• Increased Stress and Burnout: People feel constant pressure to perform and meet deadlines in such a culture. This can lead to chronic stress, burnout, physical problems, depression, and anxiety.
  • Poor Decision-Making and Increased Rework: The urgency-driven mindset often leads to hasty decision-making. When people make decisions without proper evaluation or consideration, they can make many errors and require rework. Thus, this culture ultimately reduces overall productivity.
  • Diminished Creativity and Focus: When you prioritize quantity over quality, your work is rushed and superficial. Very little space is present for creativity and focus when you have to jump from one task to another constantly.
  • Loss of Enjoyment: When you engage in activities solely for the sake of crossing them off a to-do list, it diminishes the pleasure derived from them. Hobbies and leisure time also become mere tasks to complete, and you remain constantly dissatisfied.

Additionally, this constant busyness can take a toll on personal relationships. Urgency culture can make you neglect quality time with your loved ones. Eventually, it can lead to feelings of detachment and strained connections.

Learning How to Handle Urgency Culture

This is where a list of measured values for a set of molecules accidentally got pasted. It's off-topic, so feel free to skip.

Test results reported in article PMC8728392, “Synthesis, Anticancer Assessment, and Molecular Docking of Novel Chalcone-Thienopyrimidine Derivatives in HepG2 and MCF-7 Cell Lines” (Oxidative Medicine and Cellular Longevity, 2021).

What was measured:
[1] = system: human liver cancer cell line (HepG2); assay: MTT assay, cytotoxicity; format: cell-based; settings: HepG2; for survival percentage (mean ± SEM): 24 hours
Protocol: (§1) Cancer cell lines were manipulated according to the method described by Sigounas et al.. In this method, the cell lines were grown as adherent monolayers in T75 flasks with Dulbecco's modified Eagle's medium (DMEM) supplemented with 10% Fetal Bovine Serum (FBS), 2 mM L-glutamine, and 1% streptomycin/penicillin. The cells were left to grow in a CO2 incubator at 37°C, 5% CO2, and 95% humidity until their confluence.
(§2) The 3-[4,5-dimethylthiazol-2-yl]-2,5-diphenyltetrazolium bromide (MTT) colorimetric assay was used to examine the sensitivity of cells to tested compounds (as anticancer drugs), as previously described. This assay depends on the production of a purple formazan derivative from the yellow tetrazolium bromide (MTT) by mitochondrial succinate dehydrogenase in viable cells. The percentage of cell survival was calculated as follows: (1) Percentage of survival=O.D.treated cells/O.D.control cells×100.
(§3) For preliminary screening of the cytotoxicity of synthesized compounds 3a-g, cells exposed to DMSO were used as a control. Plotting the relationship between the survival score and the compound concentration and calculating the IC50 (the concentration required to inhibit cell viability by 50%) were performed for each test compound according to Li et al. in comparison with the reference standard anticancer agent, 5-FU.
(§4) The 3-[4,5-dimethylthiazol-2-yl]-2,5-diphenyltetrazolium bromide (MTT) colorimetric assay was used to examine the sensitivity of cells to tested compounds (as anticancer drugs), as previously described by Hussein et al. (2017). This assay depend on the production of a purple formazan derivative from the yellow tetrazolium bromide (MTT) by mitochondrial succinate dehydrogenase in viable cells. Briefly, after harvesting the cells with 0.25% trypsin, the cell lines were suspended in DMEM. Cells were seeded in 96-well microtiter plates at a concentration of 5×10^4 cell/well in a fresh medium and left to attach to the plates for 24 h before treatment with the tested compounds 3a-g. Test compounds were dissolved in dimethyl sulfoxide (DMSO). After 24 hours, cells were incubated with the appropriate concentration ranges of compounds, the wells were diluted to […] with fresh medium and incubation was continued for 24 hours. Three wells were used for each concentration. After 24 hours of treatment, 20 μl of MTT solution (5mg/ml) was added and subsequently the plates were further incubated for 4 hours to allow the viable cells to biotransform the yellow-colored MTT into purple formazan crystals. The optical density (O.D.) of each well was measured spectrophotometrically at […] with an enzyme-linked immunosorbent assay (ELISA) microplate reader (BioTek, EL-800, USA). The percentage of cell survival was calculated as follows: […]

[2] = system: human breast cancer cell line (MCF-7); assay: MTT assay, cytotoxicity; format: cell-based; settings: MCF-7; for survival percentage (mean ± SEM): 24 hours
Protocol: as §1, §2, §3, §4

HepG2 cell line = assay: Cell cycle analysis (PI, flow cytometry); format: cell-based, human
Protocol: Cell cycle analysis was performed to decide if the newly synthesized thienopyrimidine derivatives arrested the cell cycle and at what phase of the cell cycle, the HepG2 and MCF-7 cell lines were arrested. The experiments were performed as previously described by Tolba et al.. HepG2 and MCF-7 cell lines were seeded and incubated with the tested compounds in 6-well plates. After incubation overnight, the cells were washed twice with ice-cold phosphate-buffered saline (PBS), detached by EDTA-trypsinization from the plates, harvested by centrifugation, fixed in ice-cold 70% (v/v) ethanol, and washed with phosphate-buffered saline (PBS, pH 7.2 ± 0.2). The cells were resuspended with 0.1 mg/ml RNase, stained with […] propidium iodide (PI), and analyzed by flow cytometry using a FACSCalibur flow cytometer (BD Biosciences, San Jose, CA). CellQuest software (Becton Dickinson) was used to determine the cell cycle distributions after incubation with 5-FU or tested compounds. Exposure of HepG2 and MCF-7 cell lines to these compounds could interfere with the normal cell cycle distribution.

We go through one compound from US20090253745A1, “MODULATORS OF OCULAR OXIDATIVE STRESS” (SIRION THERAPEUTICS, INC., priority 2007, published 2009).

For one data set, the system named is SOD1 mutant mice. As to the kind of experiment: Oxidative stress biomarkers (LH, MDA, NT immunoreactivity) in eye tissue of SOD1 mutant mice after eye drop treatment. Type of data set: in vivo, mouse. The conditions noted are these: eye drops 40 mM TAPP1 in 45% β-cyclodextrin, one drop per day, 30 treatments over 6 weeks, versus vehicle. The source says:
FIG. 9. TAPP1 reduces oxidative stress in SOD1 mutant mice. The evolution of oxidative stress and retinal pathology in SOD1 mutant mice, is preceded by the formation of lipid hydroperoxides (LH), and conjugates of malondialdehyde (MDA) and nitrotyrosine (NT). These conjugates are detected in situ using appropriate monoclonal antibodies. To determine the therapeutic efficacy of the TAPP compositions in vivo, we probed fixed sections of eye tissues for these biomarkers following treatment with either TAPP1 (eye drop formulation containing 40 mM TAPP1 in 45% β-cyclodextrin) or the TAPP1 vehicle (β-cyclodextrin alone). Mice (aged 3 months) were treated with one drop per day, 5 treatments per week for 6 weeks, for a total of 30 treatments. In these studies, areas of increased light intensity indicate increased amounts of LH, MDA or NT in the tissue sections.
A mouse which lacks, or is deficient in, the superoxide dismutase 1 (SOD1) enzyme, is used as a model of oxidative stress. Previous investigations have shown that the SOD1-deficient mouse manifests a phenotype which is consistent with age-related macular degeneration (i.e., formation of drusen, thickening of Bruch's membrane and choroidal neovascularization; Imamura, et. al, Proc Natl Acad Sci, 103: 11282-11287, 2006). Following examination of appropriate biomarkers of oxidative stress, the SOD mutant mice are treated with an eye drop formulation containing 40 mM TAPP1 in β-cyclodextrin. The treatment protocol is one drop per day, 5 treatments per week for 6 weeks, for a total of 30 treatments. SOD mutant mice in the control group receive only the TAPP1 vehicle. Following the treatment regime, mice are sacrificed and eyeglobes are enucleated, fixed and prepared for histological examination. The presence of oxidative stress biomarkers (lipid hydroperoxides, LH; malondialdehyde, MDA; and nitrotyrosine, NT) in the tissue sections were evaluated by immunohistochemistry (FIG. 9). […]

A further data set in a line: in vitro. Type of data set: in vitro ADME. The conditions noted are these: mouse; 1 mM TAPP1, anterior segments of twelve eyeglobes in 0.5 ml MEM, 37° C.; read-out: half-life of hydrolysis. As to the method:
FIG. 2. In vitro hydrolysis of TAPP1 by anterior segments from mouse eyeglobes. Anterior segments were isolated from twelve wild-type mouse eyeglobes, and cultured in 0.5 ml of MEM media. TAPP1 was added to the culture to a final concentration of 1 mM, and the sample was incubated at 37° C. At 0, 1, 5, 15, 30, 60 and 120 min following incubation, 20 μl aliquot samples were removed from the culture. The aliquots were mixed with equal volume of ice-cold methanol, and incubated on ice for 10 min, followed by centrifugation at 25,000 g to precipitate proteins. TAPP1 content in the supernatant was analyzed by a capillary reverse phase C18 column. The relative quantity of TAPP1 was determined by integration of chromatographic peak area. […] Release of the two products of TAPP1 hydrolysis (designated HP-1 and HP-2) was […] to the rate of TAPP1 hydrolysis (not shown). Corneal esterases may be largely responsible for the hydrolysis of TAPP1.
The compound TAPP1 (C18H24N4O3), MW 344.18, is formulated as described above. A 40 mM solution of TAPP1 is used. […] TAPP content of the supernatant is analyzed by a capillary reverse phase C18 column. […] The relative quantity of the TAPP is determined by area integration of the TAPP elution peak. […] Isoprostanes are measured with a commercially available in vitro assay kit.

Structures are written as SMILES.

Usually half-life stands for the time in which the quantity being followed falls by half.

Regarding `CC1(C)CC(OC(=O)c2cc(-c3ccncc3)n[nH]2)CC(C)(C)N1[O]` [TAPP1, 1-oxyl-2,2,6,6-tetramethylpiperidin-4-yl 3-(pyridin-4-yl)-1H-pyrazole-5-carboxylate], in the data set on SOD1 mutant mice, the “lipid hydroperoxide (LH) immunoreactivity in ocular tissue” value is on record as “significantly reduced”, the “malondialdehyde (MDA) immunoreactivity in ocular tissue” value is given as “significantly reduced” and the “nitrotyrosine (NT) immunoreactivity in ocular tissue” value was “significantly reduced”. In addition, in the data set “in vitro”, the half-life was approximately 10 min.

Managing Urgency Culture requires a conscious effort to establish a healthier approach to life and work. Here are some practical tips [8] [9] [10] [11]:

  1. Set Boundaries: You need to start by setting boundaries around your personal and professional availability. Remember, you can always refuse extra tasks or unrealistic demands, and if the culture around you does not respect that, you might want to consider changing your environment.
  2. Change the Language: This is for both leaders and employees of a company. If you are frequently using words like “immediately,” “urgent,” and “extremely high priority,” you are communicating urgency to yourself and others. Trying to use words where the deadline is clear and a space to negotiate or talk is present can be super helpful to avoid urgency. For example, “Can we do this task by Tuesday morning?” would not create undue pressure and would also allow the other to counter if they have an issue.
  3. Prioritize work Effectively: Sometimes, it is important first to plan what is urgent and what is not. In other words, prioritizing work according to how urgent it actually is. One brilliant way to do this is to use the Eisenhower Matrix, where tasks are categorized based on urgency and importance. Once you are done with your prioritizing, you can clearly see what you can delay, what you can delegate, and what you need to finish immediately.